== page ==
SEGA’s Comix Zone and Space Channel 5 are getting their own movies.
The pair of obscure SEGA titles are being developed into films by Picturestart — the production company behind the upcoming Borderlands movie. While not the kind of games that immediately come to mind for film adaptations, it certainly looks as though SEGA is going all in on these obscure titles.
SEGA Vice President and Co-COO Shuji Utsumi is overseeing both films while Toru Nakahara, the producer of the recent Sonic the Hedgehog movies, is joining as executive producer.
Comix Zone was a cult classic on the SEGA Genesis — a side-scrolling adventure starring comic book artist Sketch Turner who is pulled into his own unfinished comic book by a villain he created. The upcoming film follows a similar thread.
“Comix Zone, an adaptation of the cult console game that has been so influential to so many over the years, follows a jaded comic book creator and a young, queer writer of color who, when sucked into the final issue of his popular series, must put aside their differences to stop a dangerous supervillain from sowing complete destruction — and in the process wittily explore the ever-evolving power of storytelling itself.”
Growing up in the 90s with a passion for comic books, Comix Zone was one of my favorite games. I practically wore out the game’s gnarly soundtrack — a free CD recorded by Howard Drossin as the real-life version of the in-game comic book creator’s band.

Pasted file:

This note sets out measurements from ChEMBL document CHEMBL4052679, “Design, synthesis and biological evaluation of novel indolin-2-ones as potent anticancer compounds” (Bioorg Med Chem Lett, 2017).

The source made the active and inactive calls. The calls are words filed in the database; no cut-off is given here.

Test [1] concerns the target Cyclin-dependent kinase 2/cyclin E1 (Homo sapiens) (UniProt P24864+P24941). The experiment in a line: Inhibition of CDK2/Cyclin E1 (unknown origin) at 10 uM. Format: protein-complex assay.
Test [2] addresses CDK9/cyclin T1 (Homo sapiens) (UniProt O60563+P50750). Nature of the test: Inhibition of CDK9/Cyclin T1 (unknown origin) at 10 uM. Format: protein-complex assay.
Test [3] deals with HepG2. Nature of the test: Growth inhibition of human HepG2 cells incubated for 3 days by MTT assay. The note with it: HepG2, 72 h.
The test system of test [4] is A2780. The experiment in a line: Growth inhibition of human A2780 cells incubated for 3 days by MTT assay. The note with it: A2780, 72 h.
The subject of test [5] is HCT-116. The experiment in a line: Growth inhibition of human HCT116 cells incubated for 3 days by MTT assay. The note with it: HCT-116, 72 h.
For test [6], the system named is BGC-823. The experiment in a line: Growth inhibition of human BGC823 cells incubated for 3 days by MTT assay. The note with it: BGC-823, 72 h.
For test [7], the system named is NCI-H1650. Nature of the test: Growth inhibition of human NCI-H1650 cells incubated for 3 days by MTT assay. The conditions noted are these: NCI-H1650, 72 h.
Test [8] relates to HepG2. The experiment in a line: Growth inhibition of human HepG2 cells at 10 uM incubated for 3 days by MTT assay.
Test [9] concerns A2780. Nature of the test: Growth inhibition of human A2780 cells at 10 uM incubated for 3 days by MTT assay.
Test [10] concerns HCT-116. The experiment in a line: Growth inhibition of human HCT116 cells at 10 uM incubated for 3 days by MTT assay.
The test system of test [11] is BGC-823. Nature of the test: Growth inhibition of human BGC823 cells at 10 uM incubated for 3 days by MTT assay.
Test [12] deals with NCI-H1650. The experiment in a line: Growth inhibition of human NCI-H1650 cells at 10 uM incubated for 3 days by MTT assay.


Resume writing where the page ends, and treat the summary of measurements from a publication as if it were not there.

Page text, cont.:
Space Channel 5 was released in 2002 on Dreamcast and followed reporter Ulala who worked for the titular news channel as she reports on the events of an alien invasion while also trying to fight off the invaders herself… all through the medium of dance.
Quite a choice for a film adaption.
“Space Channel 5, a comedy/dance adaptation of the cult-classic 1999 dance game, will tell the story of a hapless fast-food worker who is recruited by a freedom reporter from the future to save the world from aliens using the one thing that unites all people on the planet: our love of silly viral dances.”
But there’s one big question that really needs to be answered. Why now?
Even as a die-hard Comix Zone fan, I can’t help thinking — isn’t this about twenty years too late? Whether or not the films will find an audience remains to be seen. Still, the thought of Sketch Turner ripping through the pages of his own comic book on the big screen is an exciting prospect.
For me, at least.
Comix Zone is being written by Mae Catt, while Space Channel 5 will be penned by Barry Battles and Nir Paniry.
Ryan Leston is an entertainment journalist and film critic for IGN. You can follow him on Twitter.